New York City Launches New Campaign To Fight Girls’ Unhealthy Body Image Issues


One of the ads featured in the NYC Girls Project campaign against body image issues.

One of the ads featured in the NYC Girls Project campaign against body image issues.

CREDIT: New York Times

New York City Mayor Michael Bloomberg (I) is launching at least one more public health crusade before he leaves office: a city-wide campaign to boost young girls’ self-esteem by promoting them to accept their bodies and avoid developing unhealthy body image issues that can lead to an eating disorder or other mental health problems.

The campaign is called the NYC Girls Project and has over $300,000 in funding. According to the New York Times, it mostly consists of ads on buses and subways that feature diverse groups of girls between ages seven and 12 who appear happy and confident, no matter their body types.

“I’m a girl. I’m funny, playful, daring, strong, curious, smart, brave, healthy, friendly and caring,” reads one ad (pictured above). All of the ads center around the the common tagline, “I’m beautiful the way I am.”

Marketing campaigns by the fashion industry and glamorized depictions of women’s bodies in everything from magazines to cartoons has contributed to a burgeoning body image crisis among young American girls. In fact, a staggering eighty percent of 10-year-old girls have said that they’ve been on a diet.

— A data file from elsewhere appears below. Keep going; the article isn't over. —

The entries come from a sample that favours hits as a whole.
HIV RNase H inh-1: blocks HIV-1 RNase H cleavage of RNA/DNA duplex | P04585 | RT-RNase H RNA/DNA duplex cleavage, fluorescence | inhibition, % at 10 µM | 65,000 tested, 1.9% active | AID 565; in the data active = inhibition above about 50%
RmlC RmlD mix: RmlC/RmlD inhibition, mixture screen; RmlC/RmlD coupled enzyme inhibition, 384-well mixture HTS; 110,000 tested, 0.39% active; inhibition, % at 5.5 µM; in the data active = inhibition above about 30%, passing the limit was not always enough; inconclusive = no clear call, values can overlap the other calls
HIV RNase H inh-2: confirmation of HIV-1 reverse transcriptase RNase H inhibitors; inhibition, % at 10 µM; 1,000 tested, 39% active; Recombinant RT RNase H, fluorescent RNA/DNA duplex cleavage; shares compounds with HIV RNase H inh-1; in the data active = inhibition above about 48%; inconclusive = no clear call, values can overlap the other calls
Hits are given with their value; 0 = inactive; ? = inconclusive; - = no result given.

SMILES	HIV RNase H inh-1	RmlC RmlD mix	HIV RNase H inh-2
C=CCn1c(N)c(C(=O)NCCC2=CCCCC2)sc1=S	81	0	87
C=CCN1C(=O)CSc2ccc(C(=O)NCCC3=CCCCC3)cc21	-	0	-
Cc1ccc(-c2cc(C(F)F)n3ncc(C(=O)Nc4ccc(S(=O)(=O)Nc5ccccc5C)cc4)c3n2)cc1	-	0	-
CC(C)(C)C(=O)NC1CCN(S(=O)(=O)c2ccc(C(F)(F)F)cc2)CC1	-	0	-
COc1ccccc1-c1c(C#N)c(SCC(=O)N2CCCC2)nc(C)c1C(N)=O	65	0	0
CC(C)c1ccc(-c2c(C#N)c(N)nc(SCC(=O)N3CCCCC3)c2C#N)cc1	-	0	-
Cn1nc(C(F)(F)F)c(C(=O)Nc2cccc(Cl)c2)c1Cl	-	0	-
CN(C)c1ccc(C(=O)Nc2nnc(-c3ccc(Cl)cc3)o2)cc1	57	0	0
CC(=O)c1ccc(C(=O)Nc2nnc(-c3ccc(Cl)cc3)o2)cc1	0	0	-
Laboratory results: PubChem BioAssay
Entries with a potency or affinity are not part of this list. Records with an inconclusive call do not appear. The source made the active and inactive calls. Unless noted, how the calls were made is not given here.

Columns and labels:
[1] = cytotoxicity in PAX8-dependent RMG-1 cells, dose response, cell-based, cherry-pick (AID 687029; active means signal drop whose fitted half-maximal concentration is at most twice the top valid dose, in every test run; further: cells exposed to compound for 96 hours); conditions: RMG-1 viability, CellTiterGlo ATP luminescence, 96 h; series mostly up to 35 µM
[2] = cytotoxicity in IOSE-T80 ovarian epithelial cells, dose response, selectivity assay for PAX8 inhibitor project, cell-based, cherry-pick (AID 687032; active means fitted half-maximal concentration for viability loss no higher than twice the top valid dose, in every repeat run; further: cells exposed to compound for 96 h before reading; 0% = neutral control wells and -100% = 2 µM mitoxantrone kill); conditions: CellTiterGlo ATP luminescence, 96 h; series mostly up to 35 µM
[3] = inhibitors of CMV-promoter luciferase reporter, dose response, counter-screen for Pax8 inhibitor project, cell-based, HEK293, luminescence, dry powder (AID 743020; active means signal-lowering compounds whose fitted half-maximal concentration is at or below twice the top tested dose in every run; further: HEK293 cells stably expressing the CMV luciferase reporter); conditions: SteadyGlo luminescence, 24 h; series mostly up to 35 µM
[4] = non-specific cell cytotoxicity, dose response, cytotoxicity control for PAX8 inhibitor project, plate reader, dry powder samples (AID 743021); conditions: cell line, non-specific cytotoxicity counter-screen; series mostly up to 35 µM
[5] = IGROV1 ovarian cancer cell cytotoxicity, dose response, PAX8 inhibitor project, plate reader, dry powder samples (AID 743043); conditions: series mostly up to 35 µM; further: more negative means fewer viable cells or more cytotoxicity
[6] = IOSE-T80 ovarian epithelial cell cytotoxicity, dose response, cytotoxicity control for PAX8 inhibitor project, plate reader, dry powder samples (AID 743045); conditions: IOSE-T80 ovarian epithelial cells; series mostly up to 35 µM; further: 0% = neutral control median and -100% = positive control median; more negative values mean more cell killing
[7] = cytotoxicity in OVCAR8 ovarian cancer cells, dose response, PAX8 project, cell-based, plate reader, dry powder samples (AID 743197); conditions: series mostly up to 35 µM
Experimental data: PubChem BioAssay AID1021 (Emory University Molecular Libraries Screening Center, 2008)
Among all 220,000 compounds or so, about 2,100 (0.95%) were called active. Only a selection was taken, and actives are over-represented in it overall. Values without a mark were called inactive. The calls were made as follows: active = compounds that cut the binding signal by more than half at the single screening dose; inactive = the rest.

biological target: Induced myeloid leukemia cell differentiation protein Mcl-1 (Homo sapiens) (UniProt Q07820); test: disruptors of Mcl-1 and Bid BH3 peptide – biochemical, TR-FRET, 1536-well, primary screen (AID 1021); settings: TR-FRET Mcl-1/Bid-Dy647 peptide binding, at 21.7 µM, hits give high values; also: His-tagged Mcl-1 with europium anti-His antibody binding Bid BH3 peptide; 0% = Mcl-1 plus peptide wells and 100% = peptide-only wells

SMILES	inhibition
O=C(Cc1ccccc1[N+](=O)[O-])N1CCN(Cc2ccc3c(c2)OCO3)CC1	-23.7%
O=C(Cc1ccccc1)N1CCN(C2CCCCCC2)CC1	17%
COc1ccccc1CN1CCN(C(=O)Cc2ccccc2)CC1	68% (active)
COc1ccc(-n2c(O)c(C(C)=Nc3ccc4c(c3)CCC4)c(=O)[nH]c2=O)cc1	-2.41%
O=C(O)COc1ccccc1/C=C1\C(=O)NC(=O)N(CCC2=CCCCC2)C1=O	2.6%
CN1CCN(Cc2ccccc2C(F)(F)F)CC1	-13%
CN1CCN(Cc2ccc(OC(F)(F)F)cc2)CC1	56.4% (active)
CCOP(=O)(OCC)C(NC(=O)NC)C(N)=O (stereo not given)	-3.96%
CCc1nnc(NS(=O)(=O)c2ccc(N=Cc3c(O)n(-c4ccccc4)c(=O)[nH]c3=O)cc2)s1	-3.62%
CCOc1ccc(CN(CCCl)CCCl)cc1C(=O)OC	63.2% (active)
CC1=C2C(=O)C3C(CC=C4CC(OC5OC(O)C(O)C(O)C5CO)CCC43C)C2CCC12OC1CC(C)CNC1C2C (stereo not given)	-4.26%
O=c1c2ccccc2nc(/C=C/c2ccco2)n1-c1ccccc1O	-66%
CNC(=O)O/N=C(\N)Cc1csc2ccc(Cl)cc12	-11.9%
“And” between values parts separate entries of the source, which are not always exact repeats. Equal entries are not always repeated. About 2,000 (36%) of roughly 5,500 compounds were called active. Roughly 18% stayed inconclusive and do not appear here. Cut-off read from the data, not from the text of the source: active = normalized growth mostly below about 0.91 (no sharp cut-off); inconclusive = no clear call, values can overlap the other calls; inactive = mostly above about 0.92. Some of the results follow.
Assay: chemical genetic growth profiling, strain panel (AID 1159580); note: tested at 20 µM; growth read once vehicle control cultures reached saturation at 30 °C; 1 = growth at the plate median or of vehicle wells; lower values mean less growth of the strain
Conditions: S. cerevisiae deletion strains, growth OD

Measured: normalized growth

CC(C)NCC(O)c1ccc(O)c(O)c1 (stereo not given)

That leads to even bigger physical and mental health problems later on in life. A staggering 95 percent of the Americans who have eating disorders are between the ages of 12 and 25, and 86 percent of the people in that group reports that their eating problem began before age 20.

The NYC Girls Project’s positive messaging also sets up a contrast with other public health campaigns that are tailored towards cutting down on American childhood obesity. One such campaign in Minnesota was criticized for perpetuating body shaming among young children — the exact sort of stigmatization that may eventually lead to an eating disorder.

A far more effective tool is combining the sort of esteem-boosting message that the New York campaign is spreading with good school nutrition policies and parents having conversations with their kids about healthy eating habits rather than weight. In fact, fat-shaming has actually been found to make overweight people gain even more weight.